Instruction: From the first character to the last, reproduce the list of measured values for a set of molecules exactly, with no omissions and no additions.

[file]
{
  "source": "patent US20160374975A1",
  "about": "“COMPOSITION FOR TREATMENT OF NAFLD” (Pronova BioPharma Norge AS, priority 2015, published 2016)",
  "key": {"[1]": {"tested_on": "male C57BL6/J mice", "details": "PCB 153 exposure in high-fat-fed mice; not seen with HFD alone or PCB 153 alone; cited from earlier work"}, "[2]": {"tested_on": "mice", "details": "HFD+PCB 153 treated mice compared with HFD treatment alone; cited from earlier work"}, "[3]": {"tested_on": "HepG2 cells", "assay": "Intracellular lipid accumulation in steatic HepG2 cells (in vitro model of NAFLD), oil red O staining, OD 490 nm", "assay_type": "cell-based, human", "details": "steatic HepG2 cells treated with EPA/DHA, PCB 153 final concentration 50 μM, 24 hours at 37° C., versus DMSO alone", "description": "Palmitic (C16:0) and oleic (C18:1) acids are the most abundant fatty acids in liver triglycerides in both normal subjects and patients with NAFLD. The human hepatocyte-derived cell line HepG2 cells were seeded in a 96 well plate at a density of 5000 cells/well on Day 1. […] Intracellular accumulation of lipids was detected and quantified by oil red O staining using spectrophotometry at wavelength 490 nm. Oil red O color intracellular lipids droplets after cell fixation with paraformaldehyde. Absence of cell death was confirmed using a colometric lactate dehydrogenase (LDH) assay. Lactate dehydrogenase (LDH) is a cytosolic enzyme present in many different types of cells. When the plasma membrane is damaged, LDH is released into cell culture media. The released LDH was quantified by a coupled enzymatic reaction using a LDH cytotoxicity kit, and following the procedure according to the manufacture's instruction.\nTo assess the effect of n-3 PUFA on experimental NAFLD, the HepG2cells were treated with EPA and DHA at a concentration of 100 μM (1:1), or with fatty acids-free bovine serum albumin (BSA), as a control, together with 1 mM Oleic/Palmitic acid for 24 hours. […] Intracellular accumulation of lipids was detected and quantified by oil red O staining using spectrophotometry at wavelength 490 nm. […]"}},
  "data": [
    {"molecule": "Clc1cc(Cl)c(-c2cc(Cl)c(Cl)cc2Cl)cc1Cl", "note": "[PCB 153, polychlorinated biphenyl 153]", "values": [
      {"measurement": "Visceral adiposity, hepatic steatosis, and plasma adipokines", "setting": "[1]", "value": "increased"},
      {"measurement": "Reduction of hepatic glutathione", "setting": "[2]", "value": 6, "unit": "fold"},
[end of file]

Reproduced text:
{
  "source": "patent US20160374975A1",
  "about": "“COMPOSITION FOR TREATMENT OF NAFLD” (Pronova BioPharma Norge AS, priority 2015, published 2016)",
  "key": {"[1]": {"tested_on": "male C57BL6/J mice", "details": "PCB 153 exposure in high-fat-fed mice; not seen with HFD alone or PCB 153 alone; cited from earlier work"}, "[2]": {"tested_on": "mice", "details": "HFD+PCB 153 treated mice compared with HFD treatment alone; cited from earlier work"}, "[3]": {"tested_on": "HepG2 cells", "assay": "Intracellular lipid accumulation in steatic HepG2 cells (in vitro model of NAFLD), oil red O staining, OD 490 nm", "assay_type": "cell-based, human", "details": "steatic HepG2 cells treated with EPA/DHA, PCB 153 final concentration 50 μM, 24 hours at 37° C., versus DMSO alone", "description": "Palmitic (C16:0) and oleic (C18:1) acids are the most abundant fatty acids in liver triglycerides in both normal subjects and patients with NAFLD. The human hepatocyte-derived cell line HepG2 cells were seeded in a 96 well plate at a density of 5000 cells/well on Day 1. […] Intracellular accumulation of lipids was detected and quantified by oil red O staining using spectrophotometry at wavelength 490 nm. Oil red O color intracellular lipids droplets after cell fixation with paraformaldehyde. Absence of cell death was confirmed using a colometric lactate dehydrogenase (LDH) assay. Lactate dehydrogenase (LDH) is a cytosolic enzyme present in many different types of cells. When the plasma membrane is damaged, LDH is released into cell culture media. The released LDH was quantified by a coupled enzymatic reaction using a LDH cytotoxicity kit, and following the procedure according to the manufacture's instruction.\nTo assess the effect of n-3 PUFA on experimental NAFLD, the HepG2cells were treated with EPA and DHA at a concentration of 100 μM (1:1), or with fatty acids-free bovine serum albumin (BSA), as a control, together with 1 mM Oleic/Palmitic acid for 24 hours. […] Intracellular accumulation of lipids was detected and quantified by oil red O staining using spectrophotometry at wavelength 490 nm. […]"}},
  "data": [
    {"molecule": "Clc1cc(Cl)c(-c2cc(Cl)c(Cl)cc2Cl)cc1Cl", "note": "[PCB 153, polychlorinated biphenyl 153]", "values": [
      {"measurement": "Visceral adiposity, hepatic steatosis, and plasma adipokines", "setting": "[1]", "value": "increased"},
      {"measurement": "Reduction of hepatic glutathione", "setting": "[2]", "value": 6, "unit": "fold"},